Washington Post columnist Rob Pegoraro doesn’t think Apple’s revamped .Mac services are worth $100. His comments come in a new Fast Forward column entitled
A New Desktop That Makes Dollars Disappear.
Noting that .Mac enhances Apple’s original iTools offerings with some new features and functionality, Pegoraro said, “it doesn’t add up to $100 worth of value.” A problem, he added, for existing iTools users, who will otherwise lose their Web pages, online storage and access to their Mac.com e-mail account come Sep. 30 unless they pony up $49.95, the cost of Apple’s introductory offer for existing iTools users.
iDisk storage capacity is dramatically boosted, noted Pegoraro, and Homepage is easy enough to use — as long as you stick to Apple’s boilerplates. Pegoraro said that the new service’s e-mail accounts get three times as much storage capacity along with virus checking, but lack any filtering capability or desktop address book synchronization — at least until iSync is released.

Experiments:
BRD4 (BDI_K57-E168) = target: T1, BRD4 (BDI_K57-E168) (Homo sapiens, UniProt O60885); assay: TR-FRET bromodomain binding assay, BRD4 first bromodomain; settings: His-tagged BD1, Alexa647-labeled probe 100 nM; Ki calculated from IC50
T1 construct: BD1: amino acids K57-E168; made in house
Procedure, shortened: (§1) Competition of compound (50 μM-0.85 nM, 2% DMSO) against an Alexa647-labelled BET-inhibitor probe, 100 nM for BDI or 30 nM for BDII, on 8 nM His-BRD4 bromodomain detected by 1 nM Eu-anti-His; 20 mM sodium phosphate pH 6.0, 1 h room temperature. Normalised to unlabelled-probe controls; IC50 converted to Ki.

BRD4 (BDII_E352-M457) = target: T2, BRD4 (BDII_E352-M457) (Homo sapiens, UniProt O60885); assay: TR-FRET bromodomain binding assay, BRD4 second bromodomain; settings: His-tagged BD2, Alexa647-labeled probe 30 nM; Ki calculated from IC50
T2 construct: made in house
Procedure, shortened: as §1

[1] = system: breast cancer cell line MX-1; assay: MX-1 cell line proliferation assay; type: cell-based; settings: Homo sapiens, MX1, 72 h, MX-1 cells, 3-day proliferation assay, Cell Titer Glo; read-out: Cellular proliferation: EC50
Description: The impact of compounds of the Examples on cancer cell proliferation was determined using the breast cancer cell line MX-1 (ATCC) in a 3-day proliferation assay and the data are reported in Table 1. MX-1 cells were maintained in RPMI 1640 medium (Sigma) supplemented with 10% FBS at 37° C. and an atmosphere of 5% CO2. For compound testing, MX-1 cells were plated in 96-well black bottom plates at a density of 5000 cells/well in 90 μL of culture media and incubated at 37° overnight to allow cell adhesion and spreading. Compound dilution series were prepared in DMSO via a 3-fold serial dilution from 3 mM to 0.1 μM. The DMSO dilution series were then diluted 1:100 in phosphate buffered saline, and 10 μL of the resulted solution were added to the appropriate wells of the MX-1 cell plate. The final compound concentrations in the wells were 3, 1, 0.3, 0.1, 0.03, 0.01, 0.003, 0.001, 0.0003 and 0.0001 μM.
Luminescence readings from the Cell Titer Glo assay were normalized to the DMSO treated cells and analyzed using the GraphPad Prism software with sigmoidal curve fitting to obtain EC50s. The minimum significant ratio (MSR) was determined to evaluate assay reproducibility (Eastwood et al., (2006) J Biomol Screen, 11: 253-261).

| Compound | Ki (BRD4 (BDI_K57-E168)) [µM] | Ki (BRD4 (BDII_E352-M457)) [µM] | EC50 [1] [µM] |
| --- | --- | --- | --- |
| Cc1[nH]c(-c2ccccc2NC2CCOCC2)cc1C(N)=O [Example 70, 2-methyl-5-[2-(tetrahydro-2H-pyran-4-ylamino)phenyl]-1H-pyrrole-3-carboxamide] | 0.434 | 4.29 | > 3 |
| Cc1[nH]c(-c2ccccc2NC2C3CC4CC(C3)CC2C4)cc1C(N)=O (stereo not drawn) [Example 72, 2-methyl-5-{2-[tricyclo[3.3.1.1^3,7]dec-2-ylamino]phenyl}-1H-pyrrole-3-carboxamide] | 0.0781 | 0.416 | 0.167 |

Backup will let you archive what’s important, he said, although it lacks support for Zip disks and external drives. It also requires an online connection to work, said Pegoraro. He also slammed Virex, Apple’s choice of virus protection software for .Mac buyers, as “not that good,” complaining about a lack of auto-updating capability and vague warnings about possible virus infections.
Pegoraro doubts that most iTools users are generous enough to allow Apple to cash in on their loyalty through iTools to .Mac switchovers, and he suggested that Apple consider a price plan that recognizes iTools users who don’t want added frills — just what they already have. “And until Apple releases the updates to .Mac that it’s already hyping on its Web site, such as Internet-connected screensavers and shared Web calendars, a discount wouldn’t hurt, either,” he concluded.